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Business

Japan's space industry charts leaner, cheaper course

Private companies, startups target commercially competitive launches with smaller rockets

The second of the Epsilon series of rockets waits to be assembled at a launch site. (Courtesy of the Japan Aerospace Exploration Agency)

TOKYO -- Rocket development in Japan is getting lighter and leaner as more startups and private businesses enter the field. The industry, once dominated by government demand for large rockets, has seen an uptick in smaller, privately developed vehicles, with a number of projects now approaching the test-flight stage. Successful launches, as well as cost-cutting efforts, could put Japan's aerospace industry on track for commercial competitiveness.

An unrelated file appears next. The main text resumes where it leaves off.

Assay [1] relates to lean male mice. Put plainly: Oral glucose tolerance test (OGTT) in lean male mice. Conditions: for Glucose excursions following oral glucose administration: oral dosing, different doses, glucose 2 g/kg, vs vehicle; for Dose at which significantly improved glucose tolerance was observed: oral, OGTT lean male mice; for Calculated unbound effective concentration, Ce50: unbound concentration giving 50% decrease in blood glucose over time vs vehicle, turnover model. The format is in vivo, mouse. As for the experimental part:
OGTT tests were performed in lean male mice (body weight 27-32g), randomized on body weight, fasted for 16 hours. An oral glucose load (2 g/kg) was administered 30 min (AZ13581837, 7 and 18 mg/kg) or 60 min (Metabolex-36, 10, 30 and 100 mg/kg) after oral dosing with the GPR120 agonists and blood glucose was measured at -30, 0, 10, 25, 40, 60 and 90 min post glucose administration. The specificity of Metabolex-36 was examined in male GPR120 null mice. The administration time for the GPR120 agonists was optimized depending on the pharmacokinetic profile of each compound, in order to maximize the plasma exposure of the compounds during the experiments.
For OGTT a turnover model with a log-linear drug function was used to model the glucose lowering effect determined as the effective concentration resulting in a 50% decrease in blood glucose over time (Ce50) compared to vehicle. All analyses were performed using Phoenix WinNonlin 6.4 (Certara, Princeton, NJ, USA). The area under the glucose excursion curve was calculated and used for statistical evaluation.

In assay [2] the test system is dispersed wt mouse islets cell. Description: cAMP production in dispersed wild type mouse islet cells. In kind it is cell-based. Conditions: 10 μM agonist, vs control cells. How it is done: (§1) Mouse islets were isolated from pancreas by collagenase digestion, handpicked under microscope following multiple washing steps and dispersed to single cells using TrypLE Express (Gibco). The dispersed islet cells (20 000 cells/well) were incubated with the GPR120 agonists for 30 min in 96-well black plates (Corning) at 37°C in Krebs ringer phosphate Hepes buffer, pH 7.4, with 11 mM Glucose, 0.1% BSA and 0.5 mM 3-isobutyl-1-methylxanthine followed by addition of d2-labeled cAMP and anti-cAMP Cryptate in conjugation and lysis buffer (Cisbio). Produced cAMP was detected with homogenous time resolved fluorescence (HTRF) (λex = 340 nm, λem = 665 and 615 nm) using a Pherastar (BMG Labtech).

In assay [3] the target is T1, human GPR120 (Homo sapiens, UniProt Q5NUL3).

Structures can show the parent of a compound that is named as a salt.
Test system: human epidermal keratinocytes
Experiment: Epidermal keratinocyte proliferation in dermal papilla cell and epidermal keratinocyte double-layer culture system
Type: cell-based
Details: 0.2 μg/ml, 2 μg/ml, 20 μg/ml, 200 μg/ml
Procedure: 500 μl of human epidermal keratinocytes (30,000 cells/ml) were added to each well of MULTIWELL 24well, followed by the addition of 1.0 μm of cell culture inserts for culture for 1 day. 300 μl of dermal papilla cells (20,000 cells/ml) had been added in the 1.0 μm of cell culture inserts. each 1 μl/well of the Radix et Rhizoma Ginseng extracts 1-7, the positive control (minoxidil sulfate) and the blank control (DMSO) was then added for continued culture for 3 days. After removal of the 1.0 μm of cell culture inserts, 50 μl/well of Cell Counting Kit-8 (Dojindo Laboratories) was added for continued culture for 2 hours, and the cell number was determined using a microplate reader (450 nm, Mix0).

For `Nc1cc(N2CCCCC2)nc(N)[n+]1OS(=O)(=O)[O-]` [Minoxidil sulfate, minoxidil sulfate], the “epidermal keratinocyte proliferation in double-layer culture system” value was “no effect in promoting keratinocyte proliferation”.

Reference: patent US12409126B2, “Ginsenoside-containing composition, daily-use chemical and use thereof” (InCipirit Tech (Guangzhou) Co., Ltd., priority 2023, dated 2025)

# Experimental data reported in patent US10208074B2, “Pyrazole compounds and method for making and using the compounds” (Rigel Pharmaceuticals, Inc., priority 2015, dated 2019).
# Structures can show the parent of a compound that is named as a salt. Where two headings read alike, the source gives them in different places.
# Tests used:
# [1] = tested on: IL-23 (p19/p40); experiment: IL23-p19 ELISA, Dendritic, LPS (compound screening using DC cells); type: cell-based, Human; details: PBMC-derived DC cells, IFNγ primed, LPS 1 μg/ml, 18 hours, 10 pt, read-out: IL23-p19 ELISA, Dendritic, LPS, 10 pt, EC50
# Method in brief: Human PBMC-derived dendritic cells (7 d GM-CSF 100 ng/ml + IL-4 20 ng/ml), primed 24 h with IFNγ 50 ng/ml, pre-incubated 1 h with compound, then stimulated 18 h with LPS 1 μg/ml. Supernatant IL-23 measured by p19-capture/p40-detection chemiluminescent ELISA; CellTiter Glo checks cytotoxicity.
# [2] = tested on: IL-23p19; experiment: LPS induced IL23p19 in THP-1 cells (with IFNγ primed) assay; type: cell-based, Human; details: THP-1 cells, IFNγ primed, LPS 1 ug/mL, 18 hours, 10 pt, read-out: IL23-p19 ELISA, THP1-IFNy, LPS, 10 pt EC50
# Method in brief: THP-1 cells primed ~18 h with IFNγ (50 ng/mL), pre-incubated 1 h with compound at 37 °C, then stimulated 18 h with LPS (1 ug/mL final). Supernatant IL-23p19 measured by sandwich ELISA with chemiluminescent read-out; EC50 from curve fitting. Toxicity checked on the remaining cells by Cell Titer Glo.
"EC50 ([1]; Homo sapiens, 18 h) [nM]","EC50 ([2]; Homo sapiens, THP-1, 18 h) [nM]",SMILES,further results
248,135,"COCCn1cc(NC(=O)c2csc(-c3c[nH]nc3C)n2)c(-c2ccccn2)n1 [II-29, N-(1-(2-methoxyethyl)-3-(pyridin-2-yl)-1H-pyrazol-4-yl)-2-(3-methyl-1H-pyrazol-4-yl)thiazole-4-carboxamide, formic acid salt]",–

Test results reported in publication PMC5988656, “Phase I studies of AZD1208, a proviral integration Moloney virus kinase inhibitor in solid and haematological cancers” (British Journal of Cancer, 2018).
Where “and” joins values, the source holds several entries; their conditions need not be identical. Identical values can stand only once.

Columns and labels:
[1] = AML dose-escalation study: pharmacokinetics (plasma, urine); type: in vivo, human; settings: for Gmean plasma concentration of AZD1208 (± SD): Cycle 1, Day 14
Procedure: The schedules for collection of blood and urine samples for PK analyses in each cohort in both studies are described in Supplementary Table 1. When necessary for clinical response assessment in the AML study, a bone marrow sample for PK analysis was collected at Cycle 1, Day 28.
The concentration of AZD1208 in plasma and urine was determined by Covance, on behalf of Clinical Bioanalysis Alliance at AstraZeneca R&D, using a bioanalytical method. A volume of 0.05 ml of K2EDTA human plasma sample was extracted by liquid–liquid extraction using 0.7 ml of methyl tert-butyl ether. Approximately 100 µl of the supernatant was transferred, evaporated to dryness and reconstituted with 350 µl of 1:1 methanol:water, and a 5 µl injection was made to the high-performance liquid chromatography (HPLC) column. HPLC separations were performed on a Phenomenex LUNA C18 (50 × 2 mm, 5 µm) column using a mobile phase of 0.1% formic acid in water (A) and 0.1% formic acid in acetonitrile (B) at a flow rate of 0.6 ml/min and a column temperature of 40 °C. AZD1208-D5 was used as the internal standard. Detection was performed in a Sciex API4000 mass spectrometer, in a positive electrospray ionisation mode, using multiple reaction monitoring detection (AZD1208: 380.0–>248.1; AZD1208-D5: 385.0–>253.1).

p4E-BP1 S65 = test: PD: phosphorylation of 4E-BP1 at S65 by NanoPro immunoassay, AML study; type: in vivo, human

The Japan Aerospace Exploration Agency, or JAXA, plans to launch the third of its Epsilon series of rockets into space as early as this spring. The space agency and a subsidiary of heavy machinery maker IHI jointly developed the small solid-fuel rocket at a cost of some 20 billion yen ($173 million). The second generation of the Epsilon family was successfully launched in December.

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